Grounded cognition rejects traditional views that cognition is computation on amodal symbols in a modular system, independent of the brain's modal systems for perception, action, and introspection. Instead, grounded cognition proposes that modal simulations, bodily states, and situated action underlie cognition. Accumulating behavioral and neural evidence supporting this view is reviewed from research on perception, memory, knowledge, language, thought, social cognition, and development. Theories of grounded cognition are also reviewed, as are origins of the area and common misperceptions of it. Theoretical, empirical, and methodological issues are raised whose future treatment is likely to affect the growth and impact of grounded cognition.
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            Active perception: sensorimotor circuits as a cortical basis for language.

            Action and perception are functionally linked in the brain, but a hotly debated question is whether perception and comprehension of stimuli depend on motor circuits. Brain language mechanisms are ideal for addressing this question. Neuroimaging investigations have found specific motor activations when subjects understand speech sounds, word meanings and sentence structures. Moreover, studies involving transcranial magnetic stimulation and patients with lesions affecting inferior frontal regions of the brain have shown contributions of motor circuits to the comprehension of phonemes, semantic categories and grammar. These data show that language comprehension benefits from frontocentral action systems, indicating that action and perception circuits are interdependent.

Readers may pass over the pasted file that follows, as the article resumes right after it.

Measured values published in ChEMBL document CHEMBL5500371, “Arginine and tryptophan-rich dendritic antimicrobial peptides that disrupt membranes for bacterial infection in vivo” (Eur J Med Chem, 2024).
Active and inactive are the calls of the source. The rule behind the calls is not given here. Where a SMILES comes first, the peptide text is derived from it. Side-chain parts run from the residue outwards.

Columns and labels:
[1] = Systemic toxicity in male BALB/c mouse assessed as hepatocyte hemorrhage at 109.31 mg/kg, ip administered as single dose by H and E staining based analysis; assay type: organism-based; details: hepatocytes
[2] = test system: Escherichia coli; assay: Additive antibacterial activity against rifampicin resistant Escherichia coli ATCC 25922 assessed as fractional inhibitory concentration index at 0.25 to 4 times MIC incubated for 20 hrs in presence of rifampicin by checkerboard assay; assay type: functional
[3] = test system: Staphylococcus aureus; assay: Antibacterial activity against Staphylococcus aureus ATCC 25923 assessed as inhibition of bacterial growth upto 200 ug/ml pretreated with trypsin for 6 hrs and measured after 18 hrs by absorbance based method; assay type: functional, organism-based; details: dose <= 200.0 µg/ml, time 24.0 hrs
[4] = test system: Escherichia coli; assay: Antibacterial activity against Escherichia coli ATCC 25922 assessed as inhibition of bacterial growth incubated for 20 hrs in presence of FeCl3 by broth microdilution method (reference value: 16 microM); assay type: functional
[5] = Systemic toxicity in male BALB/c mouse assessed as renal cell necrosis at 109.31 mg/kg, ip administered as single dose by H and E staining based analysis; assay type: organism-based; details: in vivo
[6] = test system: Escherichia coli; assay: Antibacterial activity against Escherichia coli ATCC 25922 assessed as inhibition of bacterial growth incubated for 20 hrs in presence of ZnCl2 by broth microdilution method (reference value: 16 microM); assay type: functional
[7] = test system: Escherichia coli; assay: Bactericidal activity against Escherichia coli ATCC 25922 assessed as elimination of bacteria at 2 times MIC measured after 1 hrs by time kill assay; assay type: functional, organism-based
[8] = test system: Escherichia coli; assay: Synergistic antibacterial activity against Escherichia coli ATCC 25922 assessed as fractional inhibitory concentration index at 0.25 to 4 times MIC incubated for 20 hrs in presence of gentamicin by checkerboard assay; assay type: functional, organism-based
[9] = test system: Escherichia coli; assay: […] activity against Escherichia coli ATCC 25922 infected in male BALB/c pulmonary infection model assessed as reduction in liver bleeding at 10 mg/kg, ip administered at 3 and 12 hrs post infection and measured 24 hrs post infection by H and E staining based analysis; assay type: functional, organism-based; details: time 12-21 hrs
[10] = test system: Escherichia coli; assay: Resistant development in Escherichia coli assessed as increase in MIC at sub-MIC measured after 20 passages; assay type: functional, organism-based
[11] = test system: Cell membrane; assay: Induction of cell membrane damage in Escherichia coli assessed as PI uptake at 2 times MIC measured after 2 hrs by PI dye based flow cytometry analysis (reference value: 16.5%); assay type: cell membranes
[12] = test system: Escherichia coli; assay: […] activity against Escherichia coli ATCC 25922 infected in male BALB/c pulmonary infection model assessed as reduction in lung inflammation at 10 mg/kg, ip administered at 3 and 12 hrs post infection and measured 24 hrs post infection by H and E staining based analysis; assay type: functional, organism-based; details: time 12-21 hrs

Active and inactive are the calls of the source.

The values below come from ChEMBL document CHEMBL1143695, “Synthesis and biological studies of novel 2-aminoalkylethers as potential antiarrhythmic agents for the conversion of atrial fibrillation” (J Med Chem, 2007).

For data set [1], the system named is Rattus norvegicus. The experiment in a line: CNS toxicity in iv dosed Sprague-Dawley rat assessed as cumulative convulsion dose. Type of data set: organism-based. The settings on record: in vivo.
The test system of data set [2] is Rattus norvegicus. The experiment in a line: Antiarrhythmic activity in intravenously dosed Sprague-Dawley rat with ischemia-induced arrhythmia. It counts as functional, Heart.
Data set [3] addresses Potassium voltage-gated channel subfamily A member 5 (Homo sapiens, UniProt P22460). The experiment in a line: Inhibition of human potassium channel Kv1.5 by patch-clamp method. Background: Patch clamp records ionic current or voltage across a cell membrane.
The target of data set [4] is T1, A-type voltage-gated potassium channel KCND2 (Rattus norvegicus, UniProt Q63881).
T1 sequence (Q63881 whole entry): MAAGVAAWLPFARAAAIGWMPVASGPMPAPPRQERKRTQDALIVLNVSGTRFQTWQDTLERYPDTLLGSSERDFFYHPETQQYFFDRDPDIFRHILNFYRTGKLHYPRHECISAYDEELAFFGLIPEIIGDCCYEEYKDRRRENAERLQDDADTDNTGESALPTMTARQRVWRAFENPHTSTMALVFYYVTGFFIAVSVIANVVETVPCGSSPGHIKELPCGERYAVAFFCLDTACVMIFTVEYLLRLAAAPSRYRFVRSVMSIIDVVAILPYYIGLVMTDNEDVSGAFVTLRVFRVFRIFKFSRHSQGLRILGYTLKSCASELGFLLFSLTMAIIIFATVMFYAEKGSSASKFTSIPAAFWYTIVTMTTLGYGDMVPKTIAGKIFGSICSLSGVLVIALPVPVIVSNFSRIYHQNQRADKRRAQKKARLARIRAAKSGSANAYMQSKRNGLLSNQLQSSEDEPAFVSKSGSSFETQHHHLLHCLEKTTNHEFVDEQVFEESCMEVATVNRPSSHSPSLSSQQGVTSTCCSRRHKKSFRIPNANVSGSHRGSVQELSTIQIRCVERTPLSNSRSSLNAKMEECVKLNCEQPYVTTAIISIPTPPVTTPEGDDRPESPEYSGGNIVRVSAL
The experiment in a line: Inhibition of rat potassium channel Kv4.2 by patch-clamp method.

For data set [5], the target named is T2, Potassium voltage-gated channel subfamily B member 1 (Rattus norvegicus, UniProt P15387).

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              Coming of age: a review of embodiment and the neuroscience of semantics.

              Over the last decade, there has been an increasing body of work that explores whether sensory and motor information is a necessary part of semantic representation and processing. This is the embodiment hypothesis. This paper presents a theoretical review of this work that is intended to be useful for researchers in the neurosciences and neuropsychology. Beginning with a historical perspective, relevant theories are placed on a continuum from strongly embodied to completely unembodied representations. Predictions are derived and neuroscientific and neuropsychological evidence that could support different theories is reviewed; finally, criticisms of embodiment are discussed. We conclude that strongly embodied and completely disembodied theories are not supported, and that the remaining theories agree that semantic representation involves some form of convergence zones (Damasio, 1989) and the activation of modal content. For the future, research must carefully define the boundaries of semantic processing and tackle the representation of abstract entities. Copyright © 2010 Elsevier Srl. All rights reserved.